After a report today by Fr Lombardi, head of the press office, and summaries of the language groups reports, there was a brief Q&A period and, following that, two couples reported on their participation as synod auditors. They were generally very upbeat and positive about their participation, about their voices, stories and witnessing being heard and about the synod’s realistic understanding of marriage and family life – the joys, the sorrows and the challenges – around the world, within the diverse cultural contexts.

The couples were asked by a priest reporting on the synod what had most surprised them about the synod and their participation in this event. I think the priest was the one who was surprised because one husband replied that he and his wife were most surprised by what they were reading in the media as so much of it did not correspond to what they were experiencing in the synod!

One of the day’s top stories involves a letter allegedly sent to the Holy Father and signed by 13 Synod Fathers who outlined the many serious concerns they have with the work of the synod, the methodology and, importantly, the Instrumentum laboris or working document. Sections of the letter are a scathing critique of the above-mentioned concerns.

Fr. Lombardi was asked about the letter and he said he had not seen it so could not personally verify its existence. However he did say that two cardinals, cited among the signatories, Cardinal Angelo Scola of Milan and Andre Vingt-Trois of Paris, have told him they did not sign any such document. The original of the letter is in English.


Fr. Lombardi stated this morning that, notwithstanding reports that the relatio or final report has “disappeared,” input from synod participants would be included in a final document, that document will be presented in the synod hall the morning of October 24 (the synod ends the following day), voted on that afternoon and then given to the Holy Father. It is not known of the Pope will ask that it be made public or will keep it as a reference for a document he might intend to write.

There were 43 talks given last Saturday. In this afternoon’s press briefing, Italian-, English-, French- and Spanish-language press office assistants gave summaries of the themes and topics under discussion by the language groups and other synod participants:

–         The need for good formation and accompaniment of both engaged couples and married couples;

  • –         the reconciliation of truth (Church teaching) and mercy:
  • –         sacraments for the divorced and remarried;
  • –         creating new language, news ways of expressing the pastoral ministry in what today are perceived like harsh terms;
  • –         focus on a pastoral ministry for the young;
  • –         some groups focused on many themes of Part II of the working document (difficulties in relationships, the break-up and breakdown of families, violence and abuse, external pressures on the family including poverty, migration, consumerism, social media and counter-witnessing in society): they stressed that the synod’s options do NOT lie in changing everything or changing nothing.
  • –         The great majority of pastors (priests, bishops,) present were seen as inspiring, hopeful pastors who, as Pope Francis has said, “have the smell of their flock”;
  • –         The Jubilee Year, mercy and the forgiveness of sins were big topics: how can we open wide the doors of God’s mercy;
  • –         focus on inter-religious and mixed marriages;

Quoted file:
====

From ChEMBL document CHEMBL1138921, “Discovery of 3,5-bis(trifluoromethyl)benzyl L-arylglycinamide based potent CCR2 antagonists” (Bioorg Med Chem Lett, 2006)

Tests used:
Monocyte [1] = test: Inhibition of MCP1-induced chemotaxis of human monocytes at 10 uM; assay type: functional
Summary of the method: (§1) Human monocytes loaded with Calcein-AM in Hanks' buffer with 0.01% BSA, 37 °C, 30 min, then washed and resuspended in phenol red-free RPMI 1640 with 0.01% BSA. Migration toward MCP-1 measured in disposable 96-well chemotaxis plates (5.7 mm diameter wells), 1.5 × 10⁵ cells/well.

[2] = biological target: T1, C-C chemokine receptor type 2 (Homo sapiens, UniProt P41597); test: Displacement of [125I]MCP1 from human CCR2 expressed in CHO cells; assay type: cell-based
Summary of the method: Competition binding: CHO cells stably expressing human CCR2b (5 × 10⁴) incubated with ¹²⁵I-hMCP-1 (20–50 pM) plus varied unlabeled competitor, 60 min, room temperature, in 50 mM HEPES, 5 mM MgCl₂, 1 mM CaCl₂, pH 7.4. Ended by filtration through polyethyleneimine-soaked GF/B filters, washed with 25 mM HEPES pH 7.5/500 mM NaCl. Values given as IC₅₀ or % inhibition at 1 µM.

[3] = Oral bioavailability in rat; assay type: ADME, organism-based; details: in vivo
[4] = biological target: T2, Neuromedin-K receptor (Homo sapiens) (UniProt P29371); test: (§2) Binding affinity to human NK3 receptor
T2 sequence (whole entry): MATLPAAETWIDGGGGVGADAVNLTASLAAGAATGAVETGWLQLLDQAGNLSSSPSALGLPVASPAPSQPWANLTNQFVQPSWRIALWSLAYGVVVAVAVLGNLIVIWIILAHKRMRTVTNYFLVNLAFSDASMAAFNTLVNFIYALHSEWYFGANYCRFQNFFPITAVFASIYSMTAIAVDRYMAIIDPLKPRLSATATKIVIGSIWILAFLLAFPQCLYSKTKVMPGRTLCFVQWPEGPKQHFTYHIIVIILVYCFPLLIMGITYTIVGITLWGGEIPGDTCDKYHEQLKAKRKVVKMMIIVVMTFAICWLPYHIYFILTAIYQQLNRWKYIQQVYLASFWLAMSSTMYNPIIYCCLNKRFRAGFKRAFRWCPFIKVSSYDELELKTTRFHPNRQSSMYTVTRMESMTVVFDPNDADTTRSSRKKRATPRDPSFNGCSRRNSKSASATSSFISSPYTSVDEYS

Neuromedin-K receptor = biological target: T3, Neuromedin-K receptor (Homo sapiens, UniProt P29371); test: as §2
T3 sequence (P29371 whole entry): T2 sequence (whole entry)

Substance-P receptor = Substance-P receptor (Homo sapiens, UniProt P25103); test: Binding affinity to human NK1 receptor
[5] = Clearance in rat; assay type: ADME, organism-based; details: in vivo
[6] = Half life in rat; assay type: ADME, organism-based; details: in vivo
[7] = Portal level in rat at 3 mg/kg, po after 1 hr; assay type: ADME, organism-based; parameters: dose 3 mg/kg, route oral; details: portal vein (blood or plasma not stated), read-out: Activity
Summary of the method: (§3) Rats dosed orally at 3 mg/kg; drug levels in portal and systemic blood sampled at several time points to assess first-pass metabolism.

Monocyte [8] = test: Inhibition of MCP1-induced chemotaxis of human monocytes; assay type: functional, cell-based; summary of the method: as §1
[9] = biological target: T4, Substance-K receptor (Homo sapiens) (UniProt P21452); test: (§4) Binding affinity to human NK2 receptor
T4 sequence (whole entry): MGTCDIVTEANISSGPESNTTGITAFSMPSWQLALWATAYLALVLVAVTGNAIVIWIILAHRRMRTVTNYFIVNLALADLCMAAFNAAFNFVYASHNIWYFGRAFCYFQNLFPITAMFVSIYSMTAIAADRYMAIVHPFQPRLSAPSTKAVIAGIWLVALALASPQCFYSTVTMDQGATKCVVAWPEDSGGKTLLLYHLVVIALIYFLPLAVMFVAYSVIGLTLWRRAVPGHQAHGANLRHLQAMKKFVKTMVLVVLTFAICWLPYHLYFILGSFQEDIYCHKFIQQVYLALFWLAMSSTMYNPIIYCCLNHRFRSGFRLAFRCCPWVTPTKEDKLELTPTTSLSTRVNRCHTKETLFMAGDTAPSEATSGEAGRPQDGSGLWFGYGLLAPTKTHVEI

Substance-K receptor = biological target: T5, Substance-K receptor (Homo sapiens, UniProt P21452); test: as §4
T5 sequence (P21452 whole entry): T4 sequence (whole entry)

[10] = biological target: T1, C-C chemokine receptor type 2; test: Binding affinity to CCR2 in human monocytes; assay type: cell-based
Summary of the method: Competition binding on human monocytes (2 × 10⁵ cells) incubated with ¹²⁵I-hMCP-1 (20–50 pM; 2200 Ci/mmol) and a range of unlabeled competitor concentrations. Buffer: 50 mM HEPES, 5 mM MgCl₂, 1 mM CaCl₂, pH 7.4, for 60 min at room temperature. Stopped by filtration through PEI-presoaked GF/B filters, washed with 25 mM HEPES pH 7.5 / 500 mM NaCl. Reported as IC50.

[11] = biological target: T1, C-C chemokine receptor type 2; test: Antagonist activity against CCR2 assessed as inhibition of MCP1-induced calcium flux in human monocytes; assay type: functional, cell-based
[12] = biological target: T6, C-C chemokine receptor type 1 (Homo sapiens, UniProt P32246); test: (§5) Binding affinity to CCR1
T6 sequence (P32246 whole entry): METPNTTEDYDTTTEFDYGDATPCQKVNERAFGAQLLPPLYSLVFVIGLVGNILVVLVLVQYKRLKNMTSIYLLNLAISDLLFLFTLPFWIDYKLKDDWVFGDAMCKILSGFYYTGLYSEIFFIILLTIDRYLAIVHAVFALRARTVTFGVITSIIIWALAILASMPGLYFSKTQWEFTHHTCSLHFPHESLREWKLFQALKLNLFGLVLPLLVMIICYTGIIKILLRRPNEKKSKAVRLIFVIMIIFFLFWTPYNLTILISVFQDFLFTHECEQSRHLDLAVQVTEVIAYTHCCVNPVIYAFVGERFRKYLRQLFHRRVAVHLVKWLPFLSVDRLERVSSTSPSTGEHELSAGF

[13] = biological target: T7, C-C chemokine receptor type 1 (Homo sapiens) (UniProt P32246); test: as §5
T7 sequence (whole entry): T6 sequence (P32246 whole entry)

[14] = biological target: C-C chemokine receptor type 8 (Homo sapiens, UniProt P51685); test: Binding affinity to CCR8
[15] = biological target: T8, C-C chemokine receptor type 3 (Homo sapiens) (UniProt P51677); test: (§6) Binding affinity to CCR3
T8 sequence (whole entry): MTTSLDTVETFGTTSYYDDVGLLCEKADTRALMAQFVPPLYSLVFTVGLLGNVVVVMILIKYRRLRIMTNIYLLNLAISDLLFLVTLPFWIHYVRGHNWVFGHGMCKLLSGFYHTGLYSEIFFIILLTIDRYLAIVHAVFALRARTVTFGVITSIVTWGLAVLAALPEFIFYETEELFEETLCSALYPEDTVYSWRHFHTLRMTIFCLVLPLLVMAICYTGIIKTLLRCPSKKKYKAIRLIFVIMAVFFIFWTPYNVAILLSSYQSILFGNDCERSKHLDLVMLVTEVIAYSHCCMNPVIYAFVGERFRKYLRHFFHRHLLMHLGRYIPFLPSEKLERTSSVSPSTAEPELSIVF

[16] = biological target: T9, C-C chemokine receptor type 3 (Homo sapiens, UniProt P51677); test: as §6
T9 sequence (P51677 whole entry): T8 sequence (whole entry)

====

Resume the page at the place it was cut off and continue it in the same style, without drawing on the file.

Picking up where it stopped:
• –         the many differences among families throughout the world, especially in ever-changing societies and different cultural contexts; the Church must be an accompanying mother who reaches out to all, does not reject people, and affirms ecclesial principles:
  • –         new family structures (single parent homes, mixed faith marriages, same sex unions, the absence of grandparents or parents, separated families, migrants, refugees, poverty-stricken families) each situation calls for different pastoral strategy;
  • –         the Church’s duty to teach, form and inform and bear strong witness vis-à-vis societies with liberal attitudes towards abortion, same sex unions, euthanasia; One cardinal said: “Our mission is to make disciples but culture is more effective at unmaking them!”
  • –         the discrimination, accusations, persecution, secularization and blasphemy to which Christians are subject in so many parts of the world:
  • –         the need to teach and acknowledge the goodness and beauty of Christian marriage.
  • –         some groups looked at the third and final part of the working document (which is on the agenda for next week) entitled “An Openness to Life and Parental Responsibility in Upbringing”;
  • –         focus on the indissolubility of marriage;
  • –         we must rediscover the pastoral sense of doctrine;
  • –         a return to moral conscience, the faithful must be formed and informed;
  • –         the importance of accompanying engaged and married couples and giving adequate pre-marriage preparation;
  • –         the immense amount of money spent on promoting contraception instead of natural family planning methods


On Friday, October 9, the Synod Fathers prayed at the Hour of Terce. Patriarch Sako delivered a homily expressing heartfelt gratitude to Pope Francis on behalf of all the Synod Fathers present. The reflection given by the Patriarch of Babylon for Chaldeans, who spoke of the “challenge of faith” which “involves the shepherds as much as the faithful”, was inspired by the Pope’s appeal for peace in the Middle East and Africa. Sako noted that today, “unfortunately, many Christians are ashamed of their faith”, when instead they should be living it with courage in their “everyday lives”. In this sense it may be useful for everyone to listen to the experiences of persecuted Iraqi Christians.